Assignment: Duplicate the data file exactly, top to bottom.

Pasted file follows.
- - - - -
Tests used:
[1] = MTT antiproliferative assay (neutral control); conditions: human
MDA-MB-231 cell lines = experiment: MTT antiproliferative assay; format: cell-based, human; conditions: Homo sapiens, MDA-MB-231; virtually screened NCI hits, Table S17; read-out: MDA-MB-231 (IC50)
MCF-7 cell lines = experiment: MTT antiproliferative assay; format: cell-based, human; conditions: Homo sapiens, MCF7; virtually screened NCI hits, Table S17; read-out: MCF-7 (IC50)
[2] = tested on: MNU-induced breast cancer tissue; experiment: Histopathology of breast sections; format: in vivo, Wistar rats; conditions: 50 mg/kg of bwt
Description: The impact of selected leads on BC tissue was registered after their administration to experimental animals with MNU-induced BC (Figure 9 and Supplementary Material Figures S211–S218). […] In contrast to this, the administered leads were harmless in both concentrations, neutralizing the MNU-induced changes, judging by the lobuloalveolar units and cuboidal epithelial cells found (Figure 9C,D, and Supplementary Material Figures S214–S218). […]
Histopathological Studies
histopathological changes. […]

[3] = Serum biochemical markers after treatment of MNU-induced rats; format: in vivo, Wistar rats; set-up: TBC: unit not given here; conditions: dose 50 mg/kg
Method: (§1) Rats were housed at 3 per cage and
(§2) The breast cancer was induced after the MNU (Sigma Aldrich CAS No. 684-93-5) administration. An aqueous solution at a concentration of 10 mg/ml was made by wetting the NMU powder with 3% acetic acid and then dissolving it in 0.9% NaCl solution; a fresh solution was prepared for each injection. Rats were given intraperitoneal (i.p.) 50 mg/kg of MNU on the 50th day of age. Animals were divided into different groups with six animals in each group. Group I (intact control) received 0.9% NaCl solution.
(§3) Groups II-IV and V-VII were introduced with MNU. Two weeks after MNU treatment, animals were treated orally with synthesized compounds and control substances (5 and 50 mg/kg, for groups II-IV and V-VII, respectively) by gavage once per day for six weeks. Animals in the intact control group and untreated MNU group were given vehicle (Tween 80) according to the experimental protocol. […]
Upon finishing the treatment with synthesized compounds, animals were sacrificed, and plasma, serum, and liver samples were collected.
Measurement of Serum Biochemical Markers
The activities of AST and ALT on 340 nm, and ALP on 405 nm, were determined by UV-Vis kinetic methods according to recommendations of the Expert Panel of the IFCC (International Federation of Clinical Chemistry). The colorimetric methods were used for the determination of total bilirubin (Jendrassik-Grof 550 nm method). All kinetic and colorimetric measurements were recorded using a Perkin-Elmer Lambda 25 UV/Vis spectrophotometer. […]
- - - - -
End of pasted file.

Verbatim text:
Tests used:
[1] = MTT antiproliferative assay (neutral control); conditions: human
MDA-MB-231 cell lines = experiment: MTT antiproliferative assay; format: cell-based, human; conditions: Homo sapiens, MDA-MB-231; virtually screened NCI hits, Table S17; read-out: MDA-MB-231 (IC50)
MCF-7 cell lines = experiment: MTT antiproliferative assay; format: cell-based, human; conditions: Homo sapiens, MCF7; virtually screened NCI hits, Table S17; read-out: MCF-7 (IC50)
[2] = tested on: MNU-induced breast cancer tissue; experiment: Histopathology of breast sections; format: in vivo, Wistar rats; conditions: 50 mg/kg of bwt
Description: The impact of selected leads on BC tissue was registered after their administration to experimental animals with MNU-induced BC (Figure 9 and Supplementary Material Figures S211–S218). […] In contrast to this, the administered leads were harmless in both concentrations, neutralizing the MNU-induced changes, judging by the lobuloalveolar units and cuboidal epithelial cells found (Figure 9C,D, and Supplementary Material Figures S214–S218). […]
Histopathological Studies
histopathological changes. […]

[3] = Serum biochemical markers after treatment of MNU-induced rats; format: in vivo, Wistar rats; set-up: TBC: unit not given here; conditions: dose 50 mg/kg
Method: (§1) Rats were housed at 3 per cage and
(§2) The breast cancer was induced after the MNU (Sigma Aldrich CAS No. 684-93-5) administration. An aqueous solution at a concentration of 10 mg/ml was made by wetting the NMU powder with 3% acetic acid and then dissolving it in 0.9% NaCl solution; a fresh solution was prepared for each injection. Rats were given intraperitoneal (i.p.) 50 mg/kg of MNU on the 50th day of age. Animals were divided into different groups with six animals in each group. Group I (intact control) received 0.9% NaCl solution.
(§3) Groups II-IV and V-VII were introduced with MNU. Two weeks after MNU treatment, animals were treated orally with synthesized compounds and control substances (5 and 50 mg/kg, for groups II-IV and V-VII, respectively) by gavage once per day for six weeks. Animals in the intact control group and untreated MNU group were given vehicle (Tween 80) according to the experimental protocol. […]
Upon finishing the treatment with synthesized compounds, animals were sacrificed, and plasma, serum, and liver samples were collected.
Measurement of Serum Biochemical Markers
The activities of AST and ALT on 340 nm, and ALP on 405 nm, were determined by UV-Vis kinetic methods according to recommendations of the Expert Panel of the IFCC (International Federation of Clinical Chemistry). The colorimetric methods were used for the determination of total bilirubin (Jendrassik-Grof 550 nm method). All kinetic and colorimetric measurements were recorded using a Perkin-Elmer Lambda 25 UV/Vis spectrophotometer. […]